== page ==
Puppies are adorable bundles of fluff and happiness.  So cute, so cuddly, so bouncy and playful, so—OUCH!

Then the teeth come out, and you have to wonder if you’ve adopted a baby dog…or a furry little shark.

It can be tempting to try to shut down puppy play biting, or mouthing, as quickly as possible.  Those needle teeth hurt!  However, nipping in the context of play actually serves a vital function in your puppy’s development.  By responding thoughtfully, you have the chance to play a critical role in helping your pup grow into a safe, gentle adult dog.

When puppies play-bite one another, they receive immediate feedback from their playmates.  If they’re gentle, the fun rolls on.  If they bite too hard, play grinds to a dramatic—and boring!—halt.  With enough rough-and-tumble experience, puppies learn to control the force of their jaws.  This lesson sticks with them for life.

puppy littermates

A learning process like this makes sense.  Dogs have serious built-in weaponry: sharp teeth backed up by impressive musculature.  Yet, as a social species, they have to be able to live together without constant risk to life and limb.  All social animals—including people!—get into arguments.  Dogs are no exception.  They argue, not with words, but with their jaws.  The ability to do this with inhibited force is a valuable life skill.

Acquired bite inhibition, the ability to modulate jaw pressure, even under stress, seems to be something that dogs pick up as nippy puppies.  And the window to develop solid self-control appears to close once a puppy’s adult teeth have grown in at around 16-20 weeks.

So, when you first bring a young puppy home, the clock is ticking.  What can you do to help him along?

The first (and most important!) thing is to enroll in a reward-based group puppy class that allows free play time.  Puppies begin learning bite inhibition with their litter-mates, and playful classmates can help your pup continue building on those skills after arriving in your home.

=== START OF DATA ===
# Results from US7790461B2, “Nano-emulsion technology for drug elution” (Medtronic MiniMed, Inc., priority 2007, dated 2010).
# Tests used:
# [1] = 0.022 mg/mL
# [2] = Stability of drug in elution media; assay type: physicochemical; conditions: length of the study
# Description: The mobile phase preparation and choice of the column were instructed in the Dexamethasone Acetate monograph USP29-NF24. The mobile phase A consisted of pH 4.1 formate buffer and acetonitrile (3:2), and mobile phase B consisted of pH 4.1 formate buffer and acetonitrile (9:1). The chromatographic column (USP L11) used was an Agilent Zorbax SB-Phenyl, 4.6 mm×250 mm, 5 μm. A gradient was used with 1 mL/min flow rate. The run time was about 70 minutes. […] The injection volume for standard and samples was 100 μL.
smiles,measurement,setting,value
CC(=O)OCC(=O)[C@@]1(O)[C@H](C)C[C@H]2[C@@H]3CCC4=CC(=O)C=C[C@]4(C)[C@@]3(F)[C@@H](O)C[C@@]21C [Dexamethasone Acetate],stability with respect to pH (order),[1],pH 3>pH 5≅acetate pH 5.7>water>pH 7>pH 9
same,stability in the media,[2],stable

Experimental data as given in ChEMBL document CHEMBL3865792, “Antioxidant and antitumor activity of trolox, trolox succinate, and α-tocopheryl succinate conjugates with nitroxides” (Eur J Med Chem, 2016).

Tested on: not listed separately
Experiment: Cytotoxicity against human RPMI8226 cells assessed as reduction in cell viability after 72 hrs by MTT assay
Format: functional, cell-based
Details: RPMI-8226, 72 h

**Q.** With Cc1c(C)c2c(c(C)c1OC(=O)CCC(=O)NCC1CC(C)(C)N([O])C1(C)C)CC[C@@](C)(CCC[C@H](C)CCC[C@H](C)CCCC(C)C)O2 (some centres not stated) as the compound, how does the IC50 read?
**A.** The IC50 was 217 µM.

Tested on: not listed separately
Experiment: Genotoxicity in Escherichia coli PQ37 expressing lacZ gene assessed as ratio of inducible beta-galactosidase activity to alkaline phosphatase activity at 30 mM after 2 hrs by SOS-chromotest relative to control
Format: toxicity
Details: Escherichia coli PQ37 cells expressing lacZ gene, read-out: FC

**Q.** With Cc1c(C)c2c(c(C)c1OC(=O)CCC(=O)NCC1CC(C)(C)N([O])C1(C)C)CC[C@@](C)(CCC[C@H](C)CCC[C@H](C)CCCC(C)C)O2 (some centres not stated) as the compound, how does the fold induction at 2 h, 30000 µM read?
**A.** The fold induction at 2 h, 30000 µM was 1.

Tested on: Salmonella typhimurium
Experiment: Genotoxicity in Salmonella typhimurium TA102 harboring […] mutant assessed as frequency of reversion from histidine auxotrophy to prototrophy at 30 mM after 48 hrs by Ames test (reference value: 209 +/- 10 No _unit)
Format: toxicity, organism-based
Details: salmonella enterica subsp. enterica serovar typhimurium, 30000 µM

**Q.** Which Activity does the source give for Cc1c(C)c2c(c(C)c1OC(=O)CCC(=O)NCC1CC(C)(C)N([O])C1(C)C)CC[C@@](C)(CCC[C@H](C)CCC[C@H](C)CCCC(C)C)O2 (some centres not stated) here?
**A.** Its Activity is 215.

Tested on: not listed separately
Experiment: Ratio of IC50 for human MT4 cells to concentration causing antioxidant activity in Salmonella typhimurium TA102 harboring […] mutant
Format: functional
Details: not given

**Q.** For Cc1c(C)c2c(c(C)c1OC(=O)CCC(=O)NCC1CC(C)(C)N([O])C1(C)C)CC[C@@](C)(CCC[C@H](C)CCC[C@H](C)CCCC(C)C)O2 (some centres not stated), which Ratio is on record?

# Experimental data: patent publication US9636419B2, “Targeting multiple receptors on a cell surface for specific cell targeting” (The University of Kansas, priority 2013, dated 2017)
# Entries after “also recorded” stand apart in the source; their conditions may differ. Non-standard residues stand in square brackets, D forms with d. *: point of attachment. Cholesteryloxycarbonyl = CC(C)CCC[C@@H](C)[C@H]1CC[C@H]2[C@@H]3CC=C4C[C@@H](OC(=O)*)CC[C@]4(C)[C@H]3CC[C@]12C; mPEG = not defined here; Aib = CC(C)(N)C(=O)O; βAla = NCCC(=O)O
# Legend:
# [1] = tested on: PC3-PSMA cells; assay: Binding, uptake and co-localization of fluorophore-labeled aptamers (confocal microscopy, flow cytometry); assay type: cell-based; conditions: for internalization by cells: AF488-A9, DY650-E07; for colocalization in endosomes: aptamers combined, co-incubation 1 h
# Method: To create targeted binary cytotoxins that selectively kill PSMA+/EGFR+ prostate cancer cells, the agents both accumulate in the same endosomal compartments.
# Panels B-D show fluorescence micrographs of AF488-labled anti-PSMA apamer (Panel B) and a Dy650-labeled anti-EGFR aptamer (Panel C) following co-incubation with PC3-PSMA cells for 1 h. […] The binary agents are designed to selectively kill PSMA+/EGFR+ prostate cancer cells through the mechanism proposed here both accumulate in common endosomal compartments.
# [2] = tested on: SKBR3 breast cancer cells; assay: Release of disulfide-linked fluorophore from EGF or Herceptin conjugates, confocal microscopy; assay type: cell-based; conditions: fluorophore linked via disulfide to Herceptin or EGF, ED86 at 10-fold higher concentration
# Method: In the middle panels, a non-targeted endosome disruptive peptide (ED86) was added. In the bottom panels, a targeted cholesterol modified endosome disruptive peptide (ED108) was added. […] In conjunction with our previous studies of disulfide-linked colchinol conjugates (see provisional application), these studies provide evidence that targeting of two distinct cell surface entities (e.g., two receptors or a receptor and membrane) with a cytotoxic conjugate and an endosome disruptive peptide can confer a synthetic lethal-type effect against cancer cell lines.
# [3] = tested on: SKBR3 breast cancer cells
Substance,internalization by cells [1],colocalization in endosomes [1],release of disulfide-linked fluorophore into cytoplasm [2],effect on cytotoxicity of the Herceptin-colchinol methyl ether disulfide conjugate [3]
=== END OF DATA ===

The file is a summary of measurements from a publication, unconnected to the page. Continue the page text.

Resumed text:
The second thing is the most counter-intuitive.  As long as your puppy is being gentle, it’s actually beneficial to allow him to nip your fingers!  This will help him to learn that fun things—play and attention—come to those with soft mouths.  Don’t worry, you’ll soon be able to phase this out!

Lastly, you’ll need to let your puppy know when he’s being too rough.  If he bites too hard, use a consistent word to mark that behavior.  We like “too bad!” or “ouch!”—these are tough to say in a scary tone of voice, which is important to avoid.  Then, play needs to end.  This is the real penalty—taking away your puppy’s fun!  Either step out of reach (e.g. over a gate or through a door) or, if your pup already loves his crate, you can place him there for a time-out.  After 30-60 seconds of boredom, you can go back to your game.  (Any longer and your pup may well find something…artistic…to do while you’re gone!)

If you stick with your soft mouth/hard mouth feedback, your puppy should bite with less and less force.  Once he hits the 20-week mark and is consistently gentle, you can choose to time out all biting and encourage mouthing on toys instead.  Then your fingers will be safe!

Puppies have a lot to learn in their first few months.  Play-biting is an important piece in that puzzle.  So, if your new pup is doing his best impression of a piranha, don’t panic!  With thoughtful feedback, you can pave the way for him to grow into a gentle adult.